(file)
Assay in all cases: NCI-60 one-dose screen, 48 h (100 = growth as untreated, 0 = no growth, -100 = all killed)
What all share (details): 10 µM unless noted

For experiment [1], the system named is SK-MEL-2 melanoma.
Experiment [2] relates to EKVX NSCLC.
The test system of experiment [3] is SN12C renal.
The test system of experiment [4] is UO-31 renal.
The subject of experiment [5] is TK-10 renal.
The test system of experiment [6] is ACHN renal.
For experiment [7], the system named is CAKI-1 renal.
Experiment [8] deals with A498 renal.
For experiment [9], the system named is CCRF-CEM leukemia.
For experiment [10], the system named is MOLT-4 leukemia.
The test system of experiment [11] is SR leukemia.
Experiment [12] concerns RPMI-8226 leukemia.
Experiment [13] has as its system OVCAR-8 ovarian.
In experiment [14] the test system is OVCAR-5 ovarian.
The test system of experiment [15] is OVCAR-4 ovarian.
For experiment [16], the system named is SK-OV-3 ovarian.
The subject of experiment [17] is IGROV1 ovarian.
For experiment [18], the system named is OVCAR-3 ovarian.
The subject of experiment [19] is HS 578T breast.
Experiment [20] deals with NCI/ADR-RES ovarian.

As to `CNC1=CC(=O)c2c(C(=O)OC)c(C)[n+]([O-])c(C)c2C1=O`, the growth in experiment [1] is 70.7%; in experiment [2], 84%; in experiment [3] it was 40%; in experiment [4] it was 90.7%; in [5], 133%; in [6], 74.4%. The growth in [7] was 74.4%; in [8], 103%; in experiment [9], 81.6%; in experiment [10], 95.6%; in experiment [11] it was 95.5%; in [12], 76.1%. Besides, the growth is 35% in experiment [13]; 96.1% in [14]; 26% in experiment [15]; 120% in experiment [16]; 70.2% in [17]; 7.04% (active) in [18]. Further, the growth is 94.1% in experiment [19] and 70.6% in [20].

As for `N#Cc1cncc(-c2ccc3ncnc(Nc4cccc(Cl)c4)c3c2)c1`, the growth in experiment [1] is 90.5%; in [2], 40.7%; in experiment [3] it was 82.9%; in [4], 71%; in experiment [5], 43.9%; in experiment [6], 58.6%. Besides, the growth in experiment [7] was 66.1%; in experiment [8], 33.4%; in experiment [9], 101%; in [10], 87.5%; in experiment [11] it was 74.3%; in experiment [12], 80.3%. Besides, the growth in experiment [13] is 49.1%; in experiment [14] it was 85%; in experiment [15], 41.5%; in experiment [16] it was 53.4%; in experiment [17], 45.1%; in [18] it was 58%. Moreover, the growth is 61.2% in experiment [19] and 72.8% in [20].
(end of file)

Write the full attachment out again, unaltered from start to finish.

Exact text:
Assay in all cases: NCI-60 one-dose screen, 48 h (100 = growth as untreated, 0 = no growth, -100 = all killed)
What all share (details): 10 µM unless noted

For experiment [1], the system named is SK-MEL-2 melanoma.
Experiment [2] relates to EKVX NSCLC.
The test system of experiment [3] is SN12C renal.
The test system of experiment [4] is UO-31 renal.
The subject of experiment [5] is TK-10 renal.
The test system of experiment [6] is ACHN renal.
For experiment [7], the system named is CAKI-1 renal.
Experiment [8] deals with A498 renal.
For experiment [9], the system named is CCRF-CEM leukemia.
For experiment [10], the system named is MOLT-4 leukemia.
The test system of experiment [11] is SR leukemia.
Experiment [12] concerns RPMI-8226 leukemia.
Experiment [13] has as its system OVCAR-8 ovarian.
In experiment [14] the test system is OVCAR-5 ovarian.
The test system of experiment [15] is OVCAR-4 ovarian.
For experiment [16], the system named is SK-OV-3 ovarian.
The subject of experiment [17] is IGROV1 ovarian.
For experiment [18], the system named is OVCAR-3 ovarian.
The subject of experiment [19] is HS 578T breast.
Experiment [20] deals with NCI/ADR-RES ovarian.

As to `CNC1=CC(=O)c2c(C(=O)OC)c(C)[n+]([O-])c(C)c2C1=O`, the growth in experiment [1] is 70.7%; in experiment [2], 84%; in experiment [3] it was 40%; in experiment [4] it was 90.7%; in [5], 133%; in [6], 74.4%. The growth in [7] was 74.4%; in [8], 103%; in experiment [9], 81.6%; in experiment [10], 95.6%; in experiment [11] it was 95.5%; in [12], 76.1%. Besides, the growth is 35% in experiment [13]; 96.1% in [14]; 26% in experiment [15]; 120% in experiment [16]; 70.2% in [17]; 7.04% (active) in [18]. Further, the growth is 94.1% in experiment [19] and 70.6% in [20].

As for `N#Cc1cncc(-c2ccc3ncnc(Nc4cccc(Cl)c4)c3c2)c1`, the growth in experiment [1] is 90.5%; in [2], 40.7%; in experiment [3] it was 82.9%; in [4], 71%; in experiment [5], 43.9%; in experiment [6], 58.6%. Besides, the growth in experiment [7] was 66.1%; in experiment [8], 33.4%; in experiment [9], 101%; in [10], 87.5%; in experiment [11] it was 74.3%; in experiment [12], 80.3%. Besides, the growth in experiment [13] is 49.1%; in experiment [14] it was 85%; in experiment [15], 41.5%; in experiment [16] it was 53.4%; in experiment [17], 45.1%; in [18] it was 58%. Moreover, the growth is 61.2% in experiment [19] and 72.8% in [20].